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Lucky Me

A sufferer of Parkinson's disease gives an honest assessment.

8:19 AM, May 7, 2011 • By VICTORINO MATUS
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When actor-activist Michael J. Fox released his memoir Lucky Man, Phyllis Richman thought the title a bit much. Sure, the most popular celebrity suffering from Parkinson's disease has done a lot to spread awareness, but to call himself lucky? "With apologies to Michael J. Fox," writes Richman in the Washington Post, "I must say Parkinson's disease is not the best thing that ever happened to me."

A few years ago, through publicist Heather Freeman, I was introduced to Richman, the Post's legendary former food critic. And every so often the two of us will go out for lunch somewhere interesting, whether it be for sushi or at a taqueria or somewhere fancy. She shows up with her cane, walking slowly, but is never late. And for the longest time I didn't know she suffered from Parkinson's. She's never really brought it up—we'd much rather discuss why a certain restaurant grills a steak that is mediocre at best or how I could use the leftover duck carcasses from the Peking Gourmet Inn to make a savory broth. (When I commented to her that for decades she had one of the best jobs in journalism, Richman replied, "You have no idea how much bad food I've had to stomach.")

Although Richman still manages to get around, it has become increasingly difficult because of her affliction. In the Post, she vents in frustration at failing to show up to a neighborhood party because she couldn't find the house and after a block or two, she was physically drained. "With Parkinson’s," Richman explains, "stress seems to instantly drain my brain of half of its dopamine. It makes my back ache, my legs weaken and my foot curl." She walks home defeated.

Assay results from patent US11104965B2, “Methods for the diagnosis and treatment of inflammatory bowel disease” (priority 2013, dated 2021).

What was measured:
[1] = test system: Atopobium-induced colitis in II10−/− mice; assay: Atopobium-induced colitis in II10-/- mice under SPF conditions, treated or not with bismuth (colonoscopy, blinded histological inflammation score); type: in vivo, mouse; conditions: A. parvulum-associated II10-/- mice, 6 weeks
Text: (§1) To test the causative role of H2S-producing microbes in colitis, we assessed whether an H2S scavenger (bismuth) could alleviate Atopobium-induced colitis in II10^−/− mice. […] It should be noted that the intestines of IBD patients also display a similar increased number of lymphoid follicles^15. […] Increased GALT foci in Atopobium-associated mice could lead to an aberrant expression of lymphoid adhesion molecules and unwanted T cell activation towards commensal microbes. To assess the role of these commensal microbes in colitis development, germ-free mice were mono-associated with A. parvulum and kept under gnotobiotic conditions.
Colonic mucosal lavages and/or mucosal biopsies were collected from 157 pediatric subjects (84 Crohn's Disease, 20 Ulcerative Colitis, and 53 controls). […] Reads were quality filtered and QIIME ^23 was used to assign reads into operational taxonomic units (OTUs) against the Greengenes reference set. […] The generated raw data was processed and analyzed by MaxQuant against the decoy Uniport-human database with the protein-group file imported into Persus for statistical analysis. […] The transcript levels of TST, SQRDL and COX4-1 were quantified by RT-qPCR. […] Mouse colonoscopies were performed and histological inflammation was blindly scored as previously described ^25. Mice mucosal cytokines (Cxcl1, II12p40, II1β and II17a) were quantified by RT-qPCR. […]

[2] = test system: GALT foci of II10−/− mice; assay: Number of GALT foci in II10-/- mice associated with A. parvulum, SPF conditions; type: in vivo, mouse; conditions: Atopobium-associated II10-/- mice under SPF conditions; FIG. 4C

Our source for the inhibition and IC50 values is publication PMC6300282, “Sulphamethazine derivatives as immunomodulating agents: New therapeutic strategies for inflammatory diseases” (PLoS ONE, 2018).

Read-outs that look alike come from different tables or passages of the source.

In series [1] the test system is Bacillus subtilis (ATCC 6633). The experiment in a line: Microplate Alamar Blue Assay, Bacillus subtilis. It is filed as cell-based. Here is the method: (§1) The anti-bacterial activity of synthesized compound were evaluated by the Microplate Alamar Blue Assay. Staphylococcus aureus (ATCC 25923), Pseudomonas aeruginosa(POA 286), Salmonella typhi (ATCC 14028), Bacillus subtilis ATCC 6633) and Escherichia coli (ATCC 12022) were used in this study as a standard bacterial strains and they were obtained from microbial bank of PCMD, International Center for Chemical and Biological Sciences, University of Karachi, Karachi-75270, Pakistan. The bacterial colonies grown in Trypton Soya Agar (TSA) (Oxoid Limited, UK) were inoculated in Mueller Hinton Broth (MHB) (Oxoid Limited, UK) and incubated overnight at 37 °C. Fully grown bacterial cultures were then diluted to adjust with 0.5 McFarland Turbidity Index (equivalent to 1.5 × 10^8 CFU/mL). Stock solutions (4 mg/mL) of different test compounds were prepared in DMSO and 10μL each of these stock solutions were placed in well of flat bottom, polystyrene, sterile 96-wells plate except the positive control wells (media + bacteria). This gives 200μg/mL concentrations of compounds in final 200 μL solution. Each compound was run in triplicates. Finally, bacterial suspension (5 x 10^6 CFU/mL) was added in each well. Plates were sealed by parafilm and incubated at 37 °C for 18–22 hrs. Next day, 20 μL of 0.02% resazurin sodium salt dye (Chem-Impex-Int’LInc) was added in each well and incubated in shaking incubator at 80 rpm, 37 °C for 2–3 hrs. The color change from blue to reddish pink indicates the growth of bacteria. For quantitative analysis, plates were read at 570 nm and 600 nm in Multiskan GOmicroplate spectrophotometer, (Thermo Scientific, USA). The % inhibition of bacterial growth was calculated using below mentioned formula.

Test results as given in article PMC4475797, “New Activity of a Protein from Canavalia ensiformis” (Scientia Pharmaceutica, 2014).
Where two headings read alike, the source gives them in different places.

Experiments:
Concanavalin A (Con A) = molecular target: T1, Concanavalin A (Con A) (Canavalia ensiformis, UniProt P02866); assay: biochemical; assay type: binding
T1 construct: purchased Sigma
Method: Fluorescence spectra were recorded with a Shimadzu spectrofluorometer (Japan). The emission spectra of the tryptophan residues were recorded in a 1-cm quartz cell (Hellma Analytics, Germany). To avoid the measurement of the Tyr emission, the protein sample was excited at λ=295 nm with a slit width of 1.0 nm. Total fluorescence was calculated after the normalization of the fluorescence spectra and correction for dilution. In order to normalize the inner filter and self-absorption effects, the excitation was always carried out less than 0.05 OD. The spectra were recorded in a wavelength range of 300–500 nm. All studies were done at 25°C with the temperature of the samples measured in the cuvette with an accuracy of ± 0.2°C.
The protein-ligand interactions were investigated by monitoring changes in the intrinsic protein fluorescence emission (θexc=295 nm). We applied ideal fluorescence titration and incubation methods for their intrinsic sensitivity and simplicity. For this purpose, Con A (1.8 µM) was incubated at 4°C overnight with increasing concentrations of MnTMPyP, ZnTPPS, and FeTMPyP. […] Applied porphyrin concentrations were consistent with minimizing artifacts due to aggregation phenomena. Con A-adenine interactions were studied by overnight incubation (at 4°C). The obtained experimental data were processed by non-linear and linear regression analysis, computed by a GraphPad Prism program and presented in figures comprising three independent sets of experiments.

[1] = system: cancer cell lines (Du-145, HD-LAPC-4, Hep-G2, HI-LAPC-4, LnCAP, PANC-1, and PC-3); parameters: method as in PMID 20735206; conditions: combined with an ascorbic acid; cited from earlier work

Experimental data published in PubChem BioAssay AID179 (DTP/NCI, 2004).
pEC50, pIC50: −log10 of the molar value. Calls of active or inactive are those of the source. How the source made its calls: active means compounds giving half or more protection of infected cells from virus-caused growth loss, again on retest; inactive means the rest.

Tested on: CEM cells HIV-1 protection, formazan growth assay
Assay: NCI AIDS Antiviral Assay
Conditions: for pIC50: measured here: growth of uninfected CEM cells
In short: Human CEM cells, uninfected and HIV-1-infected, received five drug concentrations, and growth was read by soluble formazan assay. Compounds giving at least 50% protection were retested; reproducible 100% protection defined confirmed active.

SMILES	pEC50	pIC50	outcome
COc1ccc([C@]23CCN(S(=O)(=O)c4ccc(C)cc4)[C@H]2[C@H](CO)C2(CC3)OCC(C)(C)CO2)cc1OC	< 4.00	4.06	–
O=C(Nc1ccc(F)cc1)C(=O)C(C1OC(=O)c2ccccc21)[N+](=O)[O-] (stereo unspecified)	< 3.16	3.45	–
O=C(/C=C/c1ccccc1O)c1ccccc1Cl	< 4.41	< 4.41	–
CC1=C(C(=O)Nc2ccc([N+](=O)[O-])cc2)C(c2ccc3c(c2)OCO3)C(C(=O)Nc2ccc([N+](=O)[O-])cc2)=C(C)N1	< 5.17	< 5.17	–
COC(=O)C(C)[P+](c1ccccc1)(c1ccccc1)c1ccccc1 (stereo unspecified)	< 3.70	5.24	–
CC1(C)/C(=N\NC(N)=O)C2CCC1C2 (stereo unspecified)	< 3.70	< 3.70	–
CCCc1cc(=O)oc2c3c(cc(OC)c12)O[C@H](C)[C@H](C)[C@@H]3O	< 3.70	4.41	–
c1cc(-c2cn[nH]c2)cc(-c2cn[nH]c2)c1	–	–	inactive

I realized long ago that with my future limited, it would be pathetic to waste the present by caving in to anger and misery. On the other hand, I gnash my teeth when I come across people with Parkinson’s (PWPs, as we call ourselves) who declare that it is the best thing that ever happened to them. That’s like saying I was fortunate to have missed my party because I’d gotten to meet half a dozen neighbors and still had the chocolate mousses.

Her account is painfully honest (and honestly painful):

Remarkably few PWPs strike back at the world with constant complaining, though Parkinson’s creates an easy excuse to do so. It affects every part of the body—external and internal—with stiffness, slowness and refusal to cooperate. It tends to freeze the face into a stern mask and tighten the throat so that the voice becomes a hard-to-hear monotone. Clenched muscles, uncontrollable bobbing, drooling and disrupted gait are commonplace.

The victims of this unattractive disease are more motivated to be ingratiating than to whine. Alone before our mirrors we practice pleasant expressions and warmer voices.

Articles, blogs and books by PWPs too often aim at the wry and cozy. They conclude that Parkinson’s brought them closer to their loved ones and opened them to a deeper satisfaction. I recognize in these authors a desperation to find value in their “challenged” lives. They know as well as I do that they’re only going to get worse.

And yet she and others like her manage to soldier on.

Richman almost didn't make it to our most recent lunch date (at Central Michel Richard). But it wasn't because she'd been bested by the disease. Instead, as she was crossing the street, a taxi backed into her, knocking her to the ground. The driver, she told me, was stunned and apologetic and drove her to the restaurant free of charge. We actually laughed about it and had a sumptuous feast. But we always have a good lunch and I'm looking forward to our next.

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